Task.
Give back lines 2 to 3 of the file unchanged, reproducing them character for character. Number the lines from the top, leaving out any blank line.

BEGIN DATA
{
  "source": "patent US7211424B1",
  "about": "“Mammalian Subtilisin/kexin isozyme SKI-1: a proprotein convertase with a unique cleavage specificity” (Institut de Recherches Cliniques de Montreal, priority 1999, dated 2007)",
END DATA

  "source": "patent US7211424B1",
  "about": "“Mammalian Subtilisin/kexin isozyme SKI-1: a proprotein convertase with a unique cleavage specificity” (Institut de Recherches Cliniques de Montreal, priority 1999, dated 2007)",